Visual artist Samantha Wall leads Artslandia through her creative process and shares insight on her sources of inspiration and hope.

Article by Lucy Volker | Photos by Christine Dong

Artist Samantha Wall. Photo by Christine Dong.

“I feel more like an immigrant than I’ve ever felt,” says Samantha Wall, a Korean-born Portland artist, of the current political climate.

The last time she experienced this sense of insecurity, she was a child transplanted from South Korea to South Carolina. “That young,” she says, “I wasn’t really able to process it. Assimilating is so much of a part of the fiber of my being.” And it’s from this complicated, emotionally nuanced experience that Wall explores with her art. Her most recent body of work, Inheritance, presents “the story of an immigrant family, told in a way that’s very honest, both beautiful and agonizing, so the truth of it is undeniable.”

Wall credits a move to Portland from South Carolina in her early 20s with granting her first opportunity to let her guard down and figure out who she was as a person and as an artist, finally “able to shed the internalization of other people’s expectations, fear, and anger.” She clarifies,

“I don’t want to diminish it or make it seem like there aren’t problems in Portland, because there are, but I also feel like there are a lot of people here that are open to listening.”

Since her move to Portland, Wall has accumulated an impressive roster of accolades, proving that people are, indeed, listening. She earned her MFA from Pacific Northwest College of Art in 2011 and has since won a Hallie Ford Foundation Fellowship from the Ford Foundation, the Arlene Schnitzer Prize from the Portland Art Museum, two residencies at the Joan Mitchell Center in New Orleans, and the Golden Spot Residency Award at Crow’s Shadow Institute of Art.

Holding the attention of so many people has given Wall a sense of responsibility to be a positive role model for fellow artists and people of color. She serves as a mentor for MFA candidates at the Pacific Northwest College of Art and, this past year, she worked with fifth-graders at the ethnically diverse Martin Luther King Jr. School in NE Portland through the King School Museum of Contemporary Art. Wall showed the children how to use the same materials she’d been working with for Inheritance—India ink and water. “I was worried that the students would be frustrated with the process,” she says, “but they were at ease from the beginning. They were like sponges. They were fearless.”

Wall herself appreciates the unpredictable nature of the India ink, and it’s part of the reason why she’s featured it so prominently in her recent collections. “This way of working with ink and water can be kind of chaotic—there are so many variables,” she says, “and I think that’s why I’ve grown to enjoy it so much. Lately, I’m drawn to this process of surrendering to the materials, and there’s something very freeing about that.”

Every piece Wall creates begins with human contact. For her previous body of work, Indivisible, she took as many as 700 photos of each model while engaging them in conversation to help them forget about the camera and capture what Wall calls, after Roland Barthes, the “air” of the person.

A painting from Invisible. Art and photo by Samantha Wall.

For Inheritance, the process of collecting subject matter began a bit more organically. Wall felt the first inspiration for the series at a recent family gathering in South Carolina to celebrate her mother’s 60th birthday where she was able to capture the essences of her female relatives on film like never before.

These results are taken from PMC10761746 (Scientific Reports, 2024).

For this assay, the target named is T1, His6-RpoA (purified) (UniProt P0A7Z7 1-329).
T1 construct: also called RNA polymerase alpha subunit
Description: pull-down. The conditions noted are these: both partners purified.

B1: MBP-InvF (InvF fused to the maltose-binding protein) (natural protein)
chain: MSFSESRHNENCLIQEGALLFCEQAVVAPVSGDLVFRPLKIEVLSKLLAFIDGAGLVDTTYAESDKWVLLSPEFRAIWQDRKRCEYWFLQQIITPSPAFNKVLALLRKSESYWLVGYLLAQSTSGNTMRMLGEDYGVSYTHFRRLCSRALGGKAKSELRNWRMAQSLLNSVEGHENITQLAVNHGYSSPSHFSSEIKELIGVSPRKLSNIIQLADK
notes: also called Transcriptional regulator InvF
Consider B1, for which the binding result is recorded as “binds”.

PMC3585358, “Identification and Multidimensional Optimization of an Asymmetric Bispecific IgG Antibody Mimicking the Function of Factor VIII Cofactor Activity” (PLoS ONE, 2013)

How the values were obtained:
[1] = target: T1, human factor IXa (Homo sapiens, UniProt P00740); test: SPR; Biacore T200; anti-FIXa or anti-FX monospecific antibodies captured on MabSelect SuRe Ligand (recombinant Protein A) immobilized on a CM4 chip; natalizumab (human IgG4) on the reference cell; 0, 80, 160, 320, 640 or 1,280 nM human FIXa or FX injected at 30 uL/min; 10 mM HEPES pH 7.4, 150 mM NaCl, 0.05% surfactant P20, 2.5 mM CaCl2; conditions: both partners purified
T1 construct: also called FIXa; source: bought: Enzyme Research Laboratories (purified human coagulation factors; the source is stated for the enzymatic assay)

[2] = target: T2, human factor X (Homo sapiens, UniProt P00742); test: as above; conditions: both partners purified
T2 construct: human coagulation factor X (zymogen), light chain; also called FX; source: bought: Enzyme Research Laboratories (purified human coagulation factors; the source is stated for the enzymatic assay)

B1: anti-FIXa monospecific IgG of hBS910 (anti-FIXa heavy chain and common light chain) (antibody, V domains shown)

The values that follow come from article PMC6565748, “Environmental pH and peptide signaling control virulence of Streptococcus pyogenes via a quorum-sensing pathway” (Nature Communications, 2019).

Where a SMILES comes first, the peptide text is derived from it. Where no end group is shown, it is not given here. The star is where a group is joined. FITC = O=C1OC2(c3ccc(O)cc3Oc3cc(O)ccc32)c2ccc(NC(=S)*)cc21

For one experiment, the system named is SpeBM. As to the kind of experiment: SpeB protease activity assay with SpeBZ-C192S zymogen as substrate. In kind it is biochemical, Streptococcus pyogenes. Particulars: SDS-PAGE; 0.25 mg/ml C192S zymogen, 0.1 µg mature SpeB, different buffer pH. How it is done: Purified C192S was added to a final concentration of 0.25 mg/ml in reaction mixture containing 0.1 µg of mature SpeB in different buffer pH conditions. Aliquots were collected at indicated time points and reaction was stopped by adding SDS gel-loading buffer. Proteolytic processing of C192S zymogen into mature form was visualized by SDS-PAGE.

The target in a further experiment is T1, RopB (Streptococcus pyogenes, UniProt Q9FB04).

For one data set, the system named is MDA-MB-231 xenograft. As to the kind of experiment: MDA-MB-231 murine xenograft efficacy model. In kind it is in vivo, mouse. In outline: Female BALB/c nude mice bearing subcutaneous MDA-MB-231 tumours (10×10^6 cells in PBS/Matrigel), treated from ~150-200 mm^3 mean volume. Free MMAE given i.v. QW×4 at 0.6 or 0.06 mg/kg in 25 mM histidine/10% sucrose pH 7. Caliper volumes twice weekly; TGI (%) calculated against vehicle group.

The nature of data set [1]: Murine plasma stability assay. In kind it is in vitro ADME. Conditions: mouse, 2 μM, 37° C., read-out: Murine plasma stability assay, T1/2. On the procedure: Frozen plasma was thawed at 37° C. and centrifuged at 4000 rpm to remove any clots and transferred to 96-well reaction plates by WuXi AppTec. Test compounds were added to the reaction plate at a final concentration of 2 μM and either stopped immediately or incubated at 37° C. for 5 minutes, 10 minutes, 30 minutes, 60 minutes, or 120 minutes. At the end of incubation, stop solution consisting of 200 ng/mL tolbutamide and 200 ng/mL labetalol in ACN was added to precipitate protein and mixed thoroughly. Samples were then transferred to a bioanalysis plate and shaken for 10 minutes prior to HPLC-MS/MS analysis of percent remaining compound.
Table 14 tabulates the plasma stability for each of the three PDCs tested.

“It’s the women in my family who have been an inspiration to me,” Wall says. The collection includes seven haunting, abstract portraits in India ink and gold leaf that evokes a sense of mythos. Her subjects’ faces dissolve into swirls of ink that seem so fluid it’s almost as if they haven’t had the chance to dry, yet in almost every painting, photo-realistic eyes break through the aqueous mask, making direct, unwavering eye contact. Their wispy forms, when paired with the word “inheritance,” seem to comment on the amorphous shape immigrants’ identities can take when placed in new contexts.

In addition to the portraits, Inheritance includes six images of golden rings also inspired by her mother’s 60th birthday. Turning 60 is a significant milestone in Korean culture, in part because the life expectancy of the population has historically been short. A traditional first birthday gift for a Korean baby is a hefty gold ring, the start of the child’s savings account. In exploring Korean rituals like this in her art, Wall says she’s discovered a “wealth of history and culture that fuels me. It’s allowing me to push some of that negativity aside, and I’m finding a way to move forward.”

Samantha Wall in her studio, with portraits from Inheritance. Photo by Christine Dong.

For her upcoming body of work, Phantom Limbs, Wall is continuing to explore Korean culture as a lens for examining her personal experiences. She lost her sister several years ago, and the American funeral didn’t seem to honor her sister’s memory or to bring comfort to her mother. The new work, she says, “is a way of coming back to the beginning of our story and reclaiming my family’s identity, and creating a tribute to my sister… I feel like it’s renewing me.”

With current events becoming less and less a source of hope, especially among immigrants, one must find revitalization wherever possible. “Inheritance and this newest body of work are me finding a way to move past the initial reaction of fear and rage and this deep sadness, trying to reach out to something that’s larger than me,” she says.

“I love being able to create something that helps to shape the world in a way that I want to experience it.”

Samantha Wall's Upcoming Show

See Phantom Limbs at the Russo Lee Gallery at 805 NW 21st Avenue in Portland, September 6–29, 2018.